PowerEdge SC1425 #1 – First Look and First Boot

Hello everyone, for this first real blog post about homelabs I can see nothing better but a new hardware acquisition. I recently got a Dell PowerEdge SC1425 for free, this is a pretty old hardware but I’m sure it will teach me a lot of things! So this is the first post of a multiple series of blog post about this server and my experimentations with it ! Take a seat and let’s see what this thing can offer (Well, was able to offer back in the day..) !

Table of Contents

First Look

The Outside

Dell PowerEdge SC1425 Front

When I got this server back home, I noticed something that scared me for a few seconds, the front cover was on and no keys on it! So I was scared that I had to hack my way in the front panel, but after further inspection, it wasn’t locked and I just had to push a little clip on the side and the panel came right out.

Lock of the front panel cover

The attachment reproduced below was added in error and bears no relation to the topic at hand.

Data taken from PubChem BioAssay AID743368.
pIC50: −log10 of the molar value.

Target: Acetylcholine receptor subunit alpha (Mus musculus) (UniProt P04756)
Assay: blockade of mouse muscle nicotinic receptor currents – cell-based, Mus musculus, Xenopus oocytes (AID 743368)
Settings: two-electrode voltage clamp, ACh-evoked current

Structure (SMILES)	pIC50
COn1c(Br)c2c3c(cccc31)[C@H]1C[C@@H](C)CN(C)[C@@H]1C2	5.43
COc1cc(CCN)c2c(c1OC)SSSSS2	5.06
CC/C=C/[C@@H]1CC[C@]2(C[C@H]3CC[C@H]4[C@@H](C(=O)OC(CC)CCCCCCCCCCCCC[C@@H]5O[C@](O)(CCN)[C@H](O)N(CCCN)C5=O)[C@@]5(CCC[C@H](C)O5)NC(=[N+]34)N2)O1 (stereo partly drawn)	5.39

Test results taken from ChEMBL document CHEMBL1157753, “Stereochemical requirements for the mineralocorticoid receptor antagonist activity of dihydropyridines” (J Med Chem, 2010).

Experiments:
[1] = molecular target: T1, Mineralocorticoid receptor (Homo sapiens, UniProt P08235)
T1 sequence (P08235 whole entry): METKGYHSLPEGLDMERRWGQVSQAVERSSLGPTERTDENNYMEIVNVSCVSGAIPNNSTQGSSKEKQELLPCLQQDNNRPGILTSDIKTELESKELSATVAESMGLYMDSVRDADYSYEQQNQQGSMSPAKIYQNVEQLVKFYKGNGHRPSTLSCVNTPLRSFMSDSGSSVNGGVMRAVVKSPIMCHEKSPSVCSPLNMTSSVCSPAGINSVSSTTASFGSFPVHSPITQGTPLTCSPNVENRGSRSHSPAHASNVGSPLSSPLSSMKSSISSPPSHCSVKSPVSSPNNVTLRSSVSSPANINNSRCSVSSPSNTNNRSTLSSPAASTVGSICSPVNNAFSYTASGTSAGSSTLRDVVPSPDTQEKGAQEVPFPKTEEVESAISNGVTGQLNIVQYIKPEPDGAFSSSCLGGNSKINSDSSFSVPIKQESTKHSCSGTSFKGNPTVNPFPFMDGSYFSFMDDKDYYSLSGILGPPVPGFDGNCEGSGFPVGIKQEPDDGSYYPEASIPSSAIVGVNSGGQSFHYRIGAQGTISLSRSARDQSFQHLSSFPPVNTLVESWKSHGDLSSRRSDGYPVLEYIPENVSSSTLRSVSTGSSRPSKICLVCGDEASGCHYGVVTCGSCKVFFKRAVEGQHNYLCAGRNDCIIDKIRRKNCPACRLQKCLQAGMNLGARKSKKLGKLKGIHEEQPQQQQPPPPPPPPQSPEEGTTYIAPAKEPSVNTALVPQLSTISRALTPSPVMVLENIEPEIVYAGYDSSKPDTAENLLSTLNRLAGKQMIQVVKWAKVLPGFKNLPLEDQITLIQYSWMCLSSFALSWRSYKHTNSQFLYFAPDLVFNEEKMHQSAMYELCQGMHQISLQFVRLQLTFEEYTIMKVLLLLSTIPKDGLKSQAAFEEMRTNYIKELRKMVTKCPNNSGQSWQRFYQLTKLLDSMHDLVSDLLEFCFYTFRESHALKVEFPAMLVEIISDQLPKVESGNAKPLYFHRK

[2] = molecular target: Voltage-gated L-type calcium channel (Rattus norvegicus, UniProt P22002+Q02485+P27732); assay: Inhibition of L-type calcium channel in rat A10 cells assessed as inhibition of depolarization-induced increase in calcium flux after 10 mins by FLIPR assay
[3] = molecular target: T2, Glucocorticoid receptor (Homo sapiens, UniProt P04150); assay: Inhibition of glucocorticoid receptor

Right after opening it I even found the keys in a little space inside the front cover. I just find these little things really interesting! The keys were really hard to get back from the front panel cover, I was able to get them out with a pair of scissors and a bit of force, and it didn’t break anything, so it’s all good!

Dell PowerEdge SC1425 Front Panel

As we can see, the frond panel doesn’t have much on it, from left to right we have a power button, some LEDs (System status and Hard-Drive activity), some ABCD markings (I don’t know what it is at all, we’ll see later maybe!), next we have an informations button and finally 2 USB 2.0 ports. It doesn’t have any front VGA connector like in newer servers, so we’ll be stuck with the VGA on the back!